Check the IAATO website for current tourism statistics and trends.

Which part of Antarctica do tourists visit?

Antarctic visits generally concentrate on ice-free coastal zones over the five-month period from November to March. Most vessels sail to the Antarctic Peninsula region although some itineraries include South Georgia and the Falkland Islands. A small number of tourist expedition ships visit the Weddell Sea, the Ross Sea region and East Antarctica, as well as many of the other sub-Antarctic islands (eg Snares Islands and Macquarie Island). Private expeditions also visit inland sites, including Mt Vinson (Antarctica’s highest mountain) and the geographic South Pole.

What tourist activities are involved?

Activities include sightseeing ship-based cruises, visits to operational scientific stations and historical huts, small boat cruising, visits to wildlife sites and other wilderness sites, hiking, kayaking, mountaineering, camping and scuba-diving. The majority are ship or yacht based and a small proportion land-based in temporary field camps.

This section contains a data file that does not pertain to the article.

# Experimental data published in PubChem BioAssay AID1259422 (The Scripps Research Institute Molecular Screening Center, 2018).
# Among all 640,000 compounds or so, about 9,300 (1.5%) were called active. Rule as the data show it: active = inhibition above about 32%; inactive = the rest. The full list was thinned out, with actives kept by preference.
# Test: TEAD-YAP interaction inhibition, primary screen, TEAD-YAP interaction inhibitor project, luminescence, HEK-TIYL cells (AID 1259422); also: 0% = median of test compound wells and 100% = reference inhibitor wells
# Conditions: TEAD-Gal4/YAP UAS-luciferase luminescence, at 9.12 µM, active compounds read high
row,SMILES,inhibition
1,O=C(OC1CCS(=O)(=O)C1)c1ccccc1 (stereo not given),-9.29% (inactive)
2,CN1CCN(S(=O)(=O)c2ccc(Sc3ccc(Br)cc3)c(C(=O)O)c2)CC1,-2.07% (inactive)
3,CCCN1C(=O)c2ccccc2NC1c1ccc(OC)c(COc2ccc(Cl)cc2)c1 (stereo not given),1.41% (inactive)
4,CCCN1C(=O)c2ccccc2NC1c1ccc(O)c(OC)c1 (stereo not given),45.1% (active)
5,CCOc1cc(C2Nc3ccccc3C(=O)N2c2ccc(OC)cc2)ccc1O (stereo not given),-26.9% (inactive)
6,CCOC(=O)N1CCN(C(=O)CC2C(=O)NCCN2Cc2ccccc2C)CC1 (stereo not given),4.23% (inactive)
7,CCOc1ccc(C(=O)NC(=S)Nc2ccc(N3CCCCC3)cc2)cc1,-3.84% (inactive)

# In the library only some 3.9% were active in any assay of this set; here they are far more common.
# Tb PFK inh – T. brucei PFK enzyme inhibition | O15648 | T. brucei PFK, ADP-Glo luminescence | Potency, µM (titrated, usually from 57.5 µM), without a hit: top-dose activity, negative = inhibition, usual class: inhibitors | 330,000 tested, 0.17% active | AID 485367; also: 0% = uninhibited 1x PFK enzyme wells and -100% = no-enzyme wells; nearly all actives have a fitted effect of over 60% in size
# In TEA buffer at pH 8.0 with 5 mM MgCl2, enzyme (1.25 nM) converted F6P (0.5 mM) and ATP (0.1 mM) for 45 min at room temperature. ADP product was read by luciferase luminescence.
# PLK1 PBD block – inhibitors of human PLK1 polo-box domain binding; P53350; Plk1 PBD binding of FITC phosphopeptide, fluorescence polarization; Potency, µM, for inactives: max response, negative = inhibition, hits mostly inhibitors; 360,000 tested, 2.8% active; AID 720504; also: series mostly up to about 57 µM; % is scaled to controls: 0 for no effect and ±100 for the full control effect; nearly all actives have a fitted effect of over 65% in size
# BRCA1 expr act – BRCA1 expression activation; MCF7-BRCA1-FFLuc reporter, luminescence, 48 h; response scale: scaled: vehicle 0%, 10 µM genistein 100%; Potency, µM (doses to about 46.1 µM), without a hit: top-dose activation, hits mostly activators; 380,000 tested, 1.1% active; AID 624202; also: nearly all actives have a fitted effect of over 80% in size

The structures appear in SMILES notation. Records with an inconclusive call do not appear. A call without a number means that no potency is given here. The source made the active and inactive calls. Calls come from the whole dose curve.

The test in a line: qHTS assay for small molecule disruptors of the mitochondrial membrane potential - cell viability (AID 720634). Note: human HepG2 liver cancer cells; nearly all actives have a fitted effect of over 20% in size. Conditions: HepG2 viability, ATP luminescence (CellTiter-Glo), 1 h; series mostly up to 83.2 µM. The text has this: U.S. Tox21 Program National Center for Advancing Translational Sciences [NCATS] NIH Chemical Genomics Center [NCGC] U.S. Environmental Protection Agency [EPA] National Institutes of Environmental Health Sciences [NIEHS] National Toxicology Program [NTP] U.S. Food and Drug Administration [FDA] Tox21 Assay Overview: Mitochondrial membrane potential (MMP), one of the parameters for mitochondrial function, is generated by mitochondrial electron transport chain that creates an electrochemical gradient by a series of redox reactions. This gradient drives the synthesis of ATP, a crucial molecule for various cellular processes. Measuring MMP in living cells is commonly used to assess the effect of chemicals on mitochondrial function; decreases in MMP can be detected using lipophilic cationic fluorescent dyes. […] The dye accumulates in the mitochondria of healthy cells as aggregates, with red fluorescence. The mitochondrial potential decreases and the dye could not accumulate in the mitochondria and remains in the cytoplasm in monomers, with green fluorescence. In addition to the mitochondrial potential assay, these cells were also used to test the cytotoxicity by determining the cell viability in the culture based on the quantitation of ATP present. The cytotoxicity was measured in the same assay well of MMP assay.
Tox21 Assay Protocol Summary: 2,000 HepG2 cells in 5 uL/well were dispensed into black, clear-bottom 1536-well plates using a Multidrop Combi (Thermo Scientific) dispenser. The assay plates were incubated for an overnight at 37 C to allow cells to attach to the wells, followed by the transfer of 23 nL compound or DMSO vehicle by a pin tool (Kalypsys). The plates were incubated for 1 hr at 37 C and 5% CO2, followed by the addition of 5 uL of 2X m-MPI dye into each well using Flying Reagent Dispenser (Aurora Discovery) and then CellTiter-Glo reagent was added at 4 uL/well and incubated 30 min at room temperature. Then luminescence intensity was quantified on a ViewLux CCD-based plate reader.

How are landings managed?

Visits from ship or yacht based tourism ashore are generally of short duration lasting approximately 1-3 hours and of moderate intensity with a maximum of 100 passengers excluding expedition staff. Depending on the site visited and time of year, there can be between 1-3 landings per day using inflatable crafts or, rarely, helicopters to transfer visitors. Field Staff supervise all shore visits with a ratio of one member of staff for every 10-20 tourists. Staff usually has past Antarctic experience (IAATO requires 75% of the field team to have previous Antarctic experience) and occupations can range from: ornithologists, marine biologists, general biologists,

geologists, glaciologists, historians, and naturalists.

All tourists are obliged to comply with the Antarctic Treaty, Environmental Protocol and adhere to the Guidance For Visitors to the Antarctic (Recommendation XVII – 1):

****Note this is not the complete version of 18-1

1. Protect Antarctic wildlife

  • Do not disturb wildlife either at sea or on land
  • Do not feed or touch animals or photograph in a way that will disturb
  • Do not damage plants